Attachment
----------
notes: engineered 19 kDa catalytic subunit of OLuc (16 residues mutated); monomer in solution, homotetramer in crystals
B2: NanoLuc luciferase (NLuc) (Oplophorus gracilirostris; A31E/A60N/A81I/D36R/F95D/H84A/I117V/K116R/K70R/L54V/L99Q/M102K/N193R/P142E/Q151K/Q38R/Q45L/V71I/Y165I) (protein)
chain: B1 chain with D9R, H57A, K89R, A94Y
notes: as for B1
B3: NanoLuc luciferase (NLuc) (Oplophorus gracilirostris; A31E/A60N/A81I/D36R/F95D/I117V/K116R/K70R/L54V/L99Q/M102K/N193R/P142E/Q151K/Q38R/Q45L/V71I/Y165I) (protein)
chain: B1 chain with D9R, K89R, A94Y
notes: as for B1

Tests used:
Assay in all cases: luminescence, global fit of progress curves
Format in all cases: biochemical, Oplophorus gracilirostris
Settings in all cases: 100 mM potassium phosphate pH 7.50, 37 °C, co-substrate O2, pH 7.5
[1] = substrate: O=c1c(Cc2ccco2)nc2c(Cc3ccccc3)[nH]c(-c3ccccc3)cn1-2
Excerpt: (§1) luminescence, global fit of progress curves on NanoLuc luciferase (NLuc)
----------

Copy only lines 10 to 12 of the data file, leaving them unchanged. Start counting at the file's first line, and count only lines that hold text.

Format in all cases: biochemical, Oplophorus gracilirostris
Settings in all cases: 100 mM potassium phosphate pH 7.50, 37 °C, co-substrate O2, pH 7.5
[1] = substrate: O=c1c(Cc2ccco2)nc2c(Cc3ccccc3)[nH]c(-c3ccccc3)cn1-2